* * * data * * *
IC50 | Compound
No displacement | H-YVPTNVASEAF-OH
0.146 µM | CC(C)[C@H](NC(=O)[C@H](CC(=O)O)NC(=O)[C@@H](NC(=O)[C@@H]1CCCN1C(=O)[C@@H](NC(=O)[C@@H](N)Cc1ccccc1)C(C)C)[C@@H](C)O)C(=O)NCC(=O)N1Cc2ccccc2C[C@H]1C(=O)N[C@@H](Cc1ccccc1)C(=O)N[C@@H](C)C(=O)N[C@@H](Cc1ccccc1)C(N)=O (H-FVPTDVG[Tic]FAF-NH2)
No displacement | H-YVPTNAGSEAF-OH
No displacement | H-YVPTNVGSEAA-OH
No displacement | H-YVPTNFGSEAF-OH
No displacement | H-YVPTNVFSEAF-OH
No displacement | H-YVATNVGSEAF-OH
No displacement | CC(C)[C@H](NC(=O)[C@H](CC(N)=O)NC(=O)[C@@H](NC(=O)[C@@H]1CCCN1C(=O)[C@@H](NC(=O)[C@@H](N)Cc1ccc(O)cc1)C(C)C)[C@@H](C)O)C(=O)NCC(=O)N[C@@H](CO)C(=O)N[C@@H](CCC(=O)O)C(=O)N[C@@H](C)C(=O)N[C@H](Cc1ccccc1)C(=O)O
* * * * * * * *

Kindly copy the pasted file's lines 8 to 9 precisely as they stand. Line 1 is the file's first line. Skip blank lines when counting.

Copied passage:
No displacement | H-YVATNVGSEAF-OH
No displacement | CC(C)[C@H](NC(=O)[C@H](CC(N)=O)NC(=O)[C@@H](NC(=O)[C@@H]1CCCN1C(=O)[C@@H](NC(=O)[C@@H](N)Cc1ccc(O)cc1)C(C)C)[C@@H](C)O)C(=O)NCC(=O)N[C@@H](CO)C(=O)N[C@@H](CCC(=O)O)C(=O)N[C@@H](C)C(=O)N[C@H](Cc1ccccc1)C(=O)O